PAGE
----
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From Comeau to Hemsky, cost per point helps show the most (and least) effective off-season signings

In the NHL’s salary cap world, a good signing can make or break a season, while a bad one can leave a GM with buyer’s remorse. From Comeau to Hemsky, these seven players are some of the most (and least) cost effective deals of the off-season.
The Hockey News

The Hockey News

When the Dallas inked Ales Hemsky to play alongside the newly acquired Jason Spezza it was heralded as a tremendous signing. So far, however, the Stars aren’t getting their money’s worth.

Following Saturday night’s game against the Devils, Hemsky has only registered eight points in 26 games and is on pace for the lowest full season point total of his career. Suffice to say, Hemsky is far short of where the Stars GM Jim Nill had likely hoped he’d see the winger’s point total. At a salary cap hit of $4 million for the next three seasons, Dallas isn’t getting the bang for their buck as they’re on pace to pay Hemsky nearly $170,000 for every point he’s on pace to score this season.

But it’s not just Hemsky, as several stars are making GMs second-guess some off-season signings. On the other hand, there are several who are far exceeding their salary expectations.

Least Cost Effective:

Paul Stastny, St. Louis Blues

Stastny was one of the off-season’s most coveted pieces, as top-line centers often are. Unfortunately for the Blues and Stastny, however, things haven’t quite worked out the way either party had expected.

Stastny has had injury troubles in the past, and he’s already missed a few games this season. Though it’s tough to blame him for that, it may be a case where Blues GM Doug Armstrong is wishing he hadn’t invested four years and $28 million into the pivot.

With only 12 points through 21 games, a 43-point pace for the season, Stastny is projected to $162,791 per point he registers this season.

Dave Bolland, Florida Panthers

Bolland’s injury trouble makes it hard to harp on the signing too much, but on pace to suit up in only 61 games and notch 17 points, the 2012-13 Stanley Cup hero has fallen well short of expectations.

The most important aspect of Bolland’s game is his ability to shutdown opponents, and it’s impossible for the Panthers to get a return on their investment when he’s on the injured list and not on the ice. He’s registered assists in back-to-back games for the Cats, but at $5.5 million per season for the next five years, the production offensively and defensively has to increase for Bolland.

Bolland’s current cost per point pace is $323,529.

Olli Jokinen, Nashville Predators

At one time considered a player that needed to escape the Panthers to truly turn into a superstar, Jokinen has struggled since leaving Florida, never matching his career best point totals that he registered in the Sunshine State.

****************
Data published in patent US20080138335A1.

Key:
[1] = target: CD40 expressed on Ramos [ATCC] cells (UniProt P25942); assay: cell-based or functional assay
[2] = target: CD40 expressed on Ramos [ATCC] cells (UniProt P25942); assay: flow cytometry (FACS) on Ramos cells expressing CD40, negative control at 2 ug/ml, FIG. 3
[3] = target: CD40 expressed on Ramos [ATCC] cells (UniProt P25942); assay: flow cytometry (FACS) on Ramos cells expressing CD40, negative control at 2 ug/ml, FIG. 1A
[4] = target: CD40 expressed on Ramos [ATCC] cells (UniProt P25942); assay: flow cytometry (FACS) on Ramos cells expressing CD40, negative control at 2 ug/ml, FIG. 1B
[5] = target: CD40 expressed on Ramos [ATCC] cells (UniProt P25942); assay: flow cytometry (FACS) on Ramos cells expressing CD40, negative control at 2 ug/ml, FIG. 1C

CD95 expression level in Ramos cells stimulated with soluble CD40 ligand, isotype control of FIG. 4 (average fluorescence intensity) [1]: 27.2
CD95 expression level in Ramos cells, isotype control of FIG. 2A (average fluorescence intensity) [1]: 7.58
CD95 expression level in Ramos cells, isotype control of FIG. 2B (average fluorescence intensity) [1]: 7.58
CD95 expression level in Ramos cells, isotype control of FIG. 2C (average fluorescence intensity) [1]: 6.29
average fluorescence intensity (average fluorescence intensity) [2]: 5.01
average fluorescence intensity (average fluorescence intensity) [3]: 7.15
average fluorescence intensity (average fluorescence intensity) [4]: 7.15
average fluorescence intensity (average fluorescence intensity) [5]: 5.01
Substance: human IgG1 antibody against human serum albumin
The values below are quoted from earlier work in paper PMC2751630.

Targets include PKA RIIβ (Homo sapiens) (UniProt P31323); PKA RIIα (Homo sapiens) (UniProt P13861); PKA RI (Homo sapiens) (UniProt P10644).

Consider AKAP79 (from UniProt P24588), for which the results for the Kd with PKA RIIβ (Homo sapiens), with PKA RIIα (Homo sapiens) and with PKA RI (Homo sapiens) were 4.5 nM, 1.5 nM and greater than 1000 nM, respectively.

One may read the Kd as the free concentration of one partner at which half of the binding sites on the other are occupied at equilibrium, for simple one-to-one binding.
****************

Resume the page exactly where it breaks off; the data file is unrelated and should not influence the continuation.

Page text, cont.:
Seven seasons and five teams removed from his days as a Panther, Jokinen is now on pace for the most offensively challenged campaign of his career. Though he scored on Saturday night, heading into weekend action the 36-year-old had only registered a single marker in 28 games, and had a grand total of one point. His tally on Saturday doubled his output.

If this keeps up, by season’s end the Predators, who have been the model of consistency when it comes to turning nothing into something, will have paid the aging winger $416,667 per point.

Most Cost Effective:

Brad Richards, Chicago Blackhawks

It was a deal that just seemed to fit: Richards was looking to win, Chicago needed depth at center, and thanks to a buyout the pivot was available for a sweetheart of a deal.

Skating of late alongside Kris Versteeg and Patrick Kane, Richards is actually on pace for the lowest scoring full season of his career, but his $2 million salary makes it easy for the Blackhawks to stomach. If he can maintain the pace, he’ll end the season with 49 points, or a mere $40,816 per point.

If the deal didn’t look excellent for the Blackhawks at the time, it’s looking like a smart move for both parties now.

Blake Comeau, Pittsburgh Penguins

Comeau wasn’t a big name signing for the Penguins, but he’s turned out to be quite the addition.

A short hot streak which included three goals and five points over the course of four games has bolstered Comeau’s point totals, and the only reason he doesn’t take the top bargain spot is because it seems like he’s destined to slow his pace at some point. However, he is currently riding a three game point streak in which he’s registered goals on back-to-back nights.

If Comeau can keep posting points at his current clip, he’ll have billed the Penguins to the tune of a mere $13,462 per point. That’s a steal of a deal.

Mike Ribeiro, Nashville Predators

Like Richards, Ribeiro and the Predators were simply a good fit for one another. Nashville needed help down the middle and, on a team that often needs to make due with a lesser payroll, the veteran center came in a friendly cap hit.

Making just $1.05 million on a one-year deal with the Predators, Ribeiro has been a revelation as part of a line with James Neal and rookie sensation Filip Forsberg. His 25 points in 28 games, a 73-point pace, hasn’t hurt him become a fixture on Nashville’s top line, either.

With nearly $2 million coming his way courtesy a compliance buyout from the Arizona Coyotes, Ribeiro could afford the cut in salary and the Nashville has been the beneficiary. If he can reach the 73-point mark, which would be his highest point total since 2010-11, each point will have cost the Predators a mere $14,383.

(All salary figures via CapGeek)



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